The hip was perfectly fine initially but I started feeling it about 6 hours after that run. Not bad, but noticeable. As a result I ditched any fancy notions of running around the lake on Sunday and did 2 loops through Killorglin instead, which gave me the option of going home early if my hip was acting up. Turns out the hip was fine but the quads were a bit achy right from the start, obviously a result from yesterday's sojourn, and never got better. By mile 10 I was rather tired, by mile 12 I started feeling the hip, once again not bad but noticeable, but by then I was on my way home anyway. The last few miles dragged a bit, but that was part of the plan anyway. A little bit of suffering is good.

This was a decent enough week, but compared to what I would have done without the injury it was still minimal. My hip feels fine, it's the loss of fitness that is my biggest problem. I still have a few weeks to make some gains - not enough to catch up but I'll see what can be done.

20 Aug
7.5 miles, incl 4 x 800 @ 6:31, 6:30, 6:27, 6:23 pace
22 Aug
11+ miles, 1:45:48, 9:26 pace, HR 148
   Windy Gap
23 Aug
15+ miles, 2:11:24, 8:45 pace, HR 141

Wednesday, August 19, 2015

And Back Again

And so we are back home, from well over 30 degrees in the sun to 16 degrees in the rain -  oh my, am I ecstatic to be back! I was straight back in the office on Tuesday and wouldn't you know it, after a few hours at the desk my hip started hurting again after all the progress made last week. Sitting for hours really is poison to my injury, so much so that can't help but wonder how much quicker I would have recovered if I had a different kind of job (alas, window cleaning won't pay the bills).

I did one more long run in Austria, 4 time around the little lake and I was running for exactly 2 hours. It wasn't quite as hot any more, still 27C/80F though, and it was very humid so I just took it very, very easy, which was probably good for my hip anyway. On previous days it had been hot but dry and I almost did not feel like I was sweating because it evaporated immediately. Sunday was very different but due to my low pace I was just plodding along not too bothered. It also helped that I had stashed a water bottle along the way - sometimes even I can learn a lesson.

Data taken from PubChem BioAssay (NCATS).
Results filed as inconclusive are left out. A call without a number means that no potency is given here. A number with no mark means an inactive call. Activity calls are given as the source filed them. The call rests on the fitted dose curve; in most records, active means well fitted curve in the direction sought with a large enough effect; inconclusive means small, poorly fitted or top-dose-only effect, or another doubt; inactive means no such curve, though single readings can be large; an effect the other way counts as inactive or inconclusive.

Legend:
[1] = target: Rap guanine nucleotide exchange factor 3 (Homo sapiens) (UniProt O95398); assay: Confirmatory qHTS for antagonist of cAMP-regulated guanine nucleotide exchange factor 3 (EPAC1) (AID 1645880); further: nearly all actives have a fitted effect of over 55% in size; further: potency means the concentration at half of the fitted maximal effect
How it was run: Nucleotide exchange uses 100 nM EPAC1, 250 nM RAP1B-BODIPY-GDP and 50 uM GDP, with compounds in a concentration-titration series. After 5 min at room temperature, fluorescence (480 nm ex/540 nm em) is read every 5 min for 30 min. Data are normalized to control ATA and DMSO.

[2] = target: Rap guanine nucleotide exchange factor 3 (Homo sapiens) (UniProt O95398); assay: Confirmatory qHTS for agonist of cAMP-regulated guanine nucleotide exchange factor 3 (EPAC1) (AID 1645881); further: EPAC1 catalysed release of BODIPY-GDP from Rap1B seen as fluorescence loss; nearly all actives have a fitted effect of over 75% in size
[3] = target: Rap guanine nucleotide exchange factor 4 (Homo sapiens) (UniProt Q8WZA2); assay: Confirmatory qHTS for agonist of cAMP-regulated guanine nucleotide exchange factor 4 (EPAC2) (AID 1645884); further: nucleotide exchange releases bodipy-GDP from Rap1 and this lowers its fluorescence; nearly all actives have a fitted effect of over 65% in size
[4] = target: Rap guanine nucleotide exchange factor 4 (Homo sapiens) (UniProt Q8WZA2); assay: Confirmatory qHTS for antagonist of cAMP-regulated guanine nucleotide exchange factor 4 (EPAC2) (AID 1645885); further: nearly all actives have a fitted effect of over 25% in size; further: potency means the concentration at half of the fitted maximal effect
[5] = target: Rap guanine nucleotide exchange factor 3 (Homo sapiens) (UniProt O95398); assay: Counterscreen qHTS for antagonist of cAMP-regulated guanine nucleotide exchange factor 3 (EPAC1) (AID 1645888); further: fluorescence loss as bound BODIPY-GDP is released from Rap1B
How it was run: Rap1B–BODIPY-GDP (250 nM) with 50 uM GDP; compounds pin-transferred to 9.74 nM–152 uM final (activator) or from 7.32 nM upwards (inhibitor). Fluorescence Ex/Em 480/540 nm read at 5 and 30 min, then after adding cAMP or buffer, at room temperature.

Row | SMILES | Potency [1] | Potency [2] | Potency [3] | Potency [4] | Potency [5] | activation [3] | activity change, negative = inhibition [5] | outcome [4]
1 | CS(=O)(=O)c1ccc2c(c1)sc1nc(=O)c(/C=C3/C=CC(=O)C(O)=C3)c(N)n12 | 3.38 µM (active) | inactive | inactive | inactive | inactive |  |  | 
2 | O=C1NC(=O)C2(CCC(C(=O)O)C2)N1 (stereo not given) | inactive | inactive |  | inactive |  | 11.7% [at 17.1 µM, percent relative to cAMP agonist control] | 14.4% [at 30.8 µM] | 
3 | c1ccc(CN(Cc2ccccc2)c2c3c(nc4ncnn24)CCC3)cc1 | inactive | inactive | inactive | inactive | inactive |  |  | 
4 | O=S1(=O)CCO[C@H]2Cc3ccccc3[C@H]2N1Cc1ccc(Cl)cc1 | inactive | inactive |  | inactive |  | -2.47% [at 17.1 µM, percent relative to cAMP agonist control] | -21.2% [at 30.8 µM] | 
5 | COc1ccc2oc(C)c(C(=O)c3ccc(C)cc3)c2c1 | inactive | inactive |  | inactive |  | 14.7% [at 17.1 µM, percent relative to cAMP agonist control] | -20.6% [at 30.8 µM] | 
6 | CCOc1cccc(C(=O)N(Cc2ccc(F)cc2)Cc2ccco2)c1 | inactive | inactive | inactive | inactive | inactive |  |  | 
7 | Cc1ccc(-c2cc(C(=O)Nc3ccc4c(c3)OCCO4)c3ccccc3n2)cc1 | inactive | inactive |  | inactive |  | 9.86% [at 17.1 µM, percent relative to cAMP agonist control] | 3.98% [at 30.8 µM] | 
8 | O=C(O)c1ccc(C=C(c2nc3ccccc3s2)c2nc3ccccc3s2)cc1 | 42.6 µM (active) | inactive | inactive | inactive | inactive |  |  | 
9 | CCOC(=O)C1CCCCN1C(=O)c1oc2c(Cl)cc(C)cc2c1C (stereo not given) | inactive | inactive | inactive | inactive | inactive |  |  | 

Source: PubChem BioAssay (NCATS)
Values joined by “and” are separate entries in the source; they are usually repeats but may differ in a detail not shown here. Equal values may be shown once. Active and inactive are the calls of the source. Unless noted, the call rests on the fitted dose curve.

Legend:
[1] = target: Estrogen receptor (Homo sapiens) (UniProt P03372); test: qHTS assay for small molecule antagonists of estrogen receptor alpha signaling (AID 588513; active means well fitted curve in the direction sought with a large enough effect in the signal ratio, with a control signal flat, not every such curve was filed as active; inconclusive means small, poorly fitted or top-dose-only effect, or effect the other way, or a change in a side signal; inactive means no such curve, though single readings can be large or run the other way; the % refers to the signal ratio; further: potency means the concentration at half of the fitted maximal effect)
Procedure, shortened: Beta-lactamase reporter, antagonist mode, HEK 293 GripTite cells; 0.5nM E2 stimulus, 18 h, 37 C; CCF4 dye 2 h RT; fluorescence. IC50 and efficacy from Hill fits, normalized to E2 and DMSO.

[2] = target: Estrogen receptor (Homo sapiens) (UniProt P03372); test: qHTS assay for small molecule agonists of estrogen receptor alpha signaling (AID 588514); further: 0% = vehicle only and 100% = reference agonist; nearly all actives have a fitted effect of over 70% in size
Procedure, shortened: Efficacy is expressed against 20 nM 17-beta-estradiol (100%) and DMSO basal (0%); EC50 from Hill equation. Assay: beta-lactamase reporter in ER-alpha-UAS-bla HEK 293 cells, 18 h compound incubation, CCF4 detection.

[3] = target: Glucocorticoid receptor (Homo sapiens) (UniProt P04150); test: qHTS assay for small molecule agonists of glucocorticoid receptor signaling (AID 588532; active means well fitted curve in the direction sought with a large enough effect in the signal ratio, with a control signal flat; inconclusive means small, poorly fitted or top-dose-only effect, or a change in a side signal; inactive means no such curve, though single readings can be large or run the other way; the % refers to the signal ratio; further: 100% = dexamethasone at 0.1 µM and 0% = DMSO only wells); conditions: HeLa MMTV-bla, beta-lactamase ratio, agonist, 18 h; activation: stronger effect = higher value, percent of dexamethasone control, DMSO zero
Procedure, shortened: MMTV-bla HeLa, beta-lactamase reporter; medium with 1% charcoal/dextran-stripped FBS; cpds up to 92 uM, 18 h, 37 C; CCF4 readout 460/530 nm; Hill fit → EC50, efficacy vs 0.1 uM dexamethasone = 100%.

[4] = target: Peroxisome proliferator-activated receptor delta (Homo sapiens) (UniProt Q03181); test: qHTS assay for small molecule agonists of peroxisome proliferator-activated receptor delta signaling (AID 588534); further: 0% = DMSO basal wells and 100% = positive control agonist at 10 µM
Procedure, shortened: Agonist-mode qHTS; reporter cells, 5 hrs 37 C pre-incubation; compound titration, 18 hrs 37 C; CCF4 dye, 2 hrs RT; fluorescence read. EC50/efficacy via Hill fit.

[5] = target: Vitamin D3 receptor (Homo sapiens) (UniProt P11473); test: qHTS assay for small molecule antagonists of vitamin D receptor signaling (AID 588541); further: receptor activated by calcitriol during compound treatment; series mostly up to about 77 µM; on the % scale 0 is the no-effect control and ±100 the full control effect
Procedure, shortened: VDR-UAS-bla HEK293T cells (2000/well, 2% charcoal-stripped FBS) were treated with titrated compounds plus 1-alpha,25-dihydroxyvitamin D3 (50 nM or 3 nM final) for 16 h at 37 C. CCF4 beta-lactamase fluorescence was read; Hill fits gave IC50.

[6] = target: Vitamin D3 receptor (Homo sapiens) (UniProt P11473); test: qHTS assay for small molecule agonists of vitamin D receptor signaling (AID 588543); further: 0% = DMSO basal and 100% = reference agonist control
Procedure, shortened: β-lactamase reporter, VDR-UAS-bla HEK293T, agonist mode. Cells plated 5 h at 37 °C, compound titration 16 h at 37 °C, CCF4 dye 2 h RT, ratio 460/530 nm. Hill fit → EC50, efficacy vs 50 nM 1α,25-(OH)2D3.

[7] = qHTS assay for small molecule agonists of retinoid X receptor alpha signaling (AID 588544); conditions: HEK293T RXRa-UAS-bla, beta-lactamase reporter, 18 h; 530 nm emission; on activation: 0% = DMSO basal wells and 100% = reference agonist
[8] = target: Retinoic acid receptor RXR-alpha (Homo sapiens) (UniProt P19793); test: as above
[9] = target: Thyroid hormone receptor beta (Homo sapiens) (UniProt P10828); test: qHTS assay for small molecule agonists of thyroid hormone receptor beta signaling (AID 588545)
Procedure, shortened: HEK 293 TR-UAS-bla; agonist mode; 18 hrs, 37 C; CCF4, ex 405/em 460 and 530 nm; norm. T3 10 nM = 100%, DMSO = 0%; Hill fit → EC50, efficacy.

The pace had been painfully slow but what pleased me was that my hip was perfectly fine all the way and did not start hurting afterwards either. It was enough encouragement to try running on consecutive days once more, even though that had been impossible earlier that week.

It's amazing how quickly things had changed in just a few days. On Monday, our last morning before travelling back home, I did run again and since the hip did not bother me at all I kept pushing the distance as I went along, from 3 miles to 4 and then 5, and I might have done more but it was time to head home. It was probably the most encouraging run I had done all week - in fact, for 2 months. I was finally able to run on consecutive days! It felt like a major victory.

Since returning home I have kept to that daily running schedule but I also reduced the miles again, just to be sure. There is no denying that my fitness has suffered significantly - 8:30 seems to be the top end of my easy pace now, a full minute slower than 2 months ago at the same effort level and heart rate - the VDOT table does not make pleasant reading. How quickly I will be able to regain a half-decent level I don't know - I have less time until the Spartathlon than I spent out injured. Ah well. It's a challenge, I guess,

16 Aug
13.4 miles, 2:00:00, 8:57 pace, HR 139
17 Aug
5 miles, 46:17, 9:15 pace, HR 137
18 Aug
8 miles, 1:08:26, 8:33 pace, HR 143
19 Aug
5 miles, 44:12, 8:50 pace, HR 143

Saturday, August 15, 2015

Life's A Beach

Things are continuing to improve but I’m still a good bit off from where I could say that I’m over that injury. After the hip had felt so good on Monday I thought I could start trying to run on consecutive days again but Tuesday was a big disappointment in that respect. From the first step I could tell that this really was not going to go well and after one mile of hobbling along I turned around and hobbled back home. Just to show how bad this had been, I had not even managed to average 10-minute-miles! I went cycling for an hour instead – we have the use of some bikes here, though they were clearly not purchased with the intention of cycling fast or long. However, for the week they’ll do.

Maia's gone native again
After that new setback I was a bit apprehensive on Wednesday but it was so much better! I could just about feel a tiny twinge in my hip at the start and even that went away completely after a mile or 2 and I was running completely unencumbered – well, apart from the fact that the temperatures were over 30 degrees, even at 8 o’clock in the morning! I managed to hold it all together for 10 miles but noticed a lot of ups and downs - in my fatigue levels that is, the road around the lake is entirely flat.

I went cycling again on Thursday but spent more time cursing at that bike than enjoying the ride. I also got a bit lost and was completely parched over that last few miles and suffering badly over one last hill, small as it may have been – exercising for over two and a half hours in that heat without bringing water was probably not my smartest idea ever.

I had recovered from that ordeal by Friday morning and once more the hip seemed in perfect condition, so I drew the run out a little to 12 miles, my longest run in what seems to be a very long time. I noticed the same highs and lows but figured they were closely coinciding with whether I was running in the shade or directly under the sun. Thursday had been incredibly hot, the temperatures had reached 38 degrees; Thursday was slightly cooler at 36.5, but that was still hotter than anything encountered in Ireland, ever! Well, I guess it will give me a fair amount of heat adaptation, which will only help. It probably also explains why my pace is only around 8:30, even when I could have sworn I was running faster than that, and the rather high HR is a bit of a concern. Obviously my lack of recent training and the subsequent loss of fitness has something to do with it as well.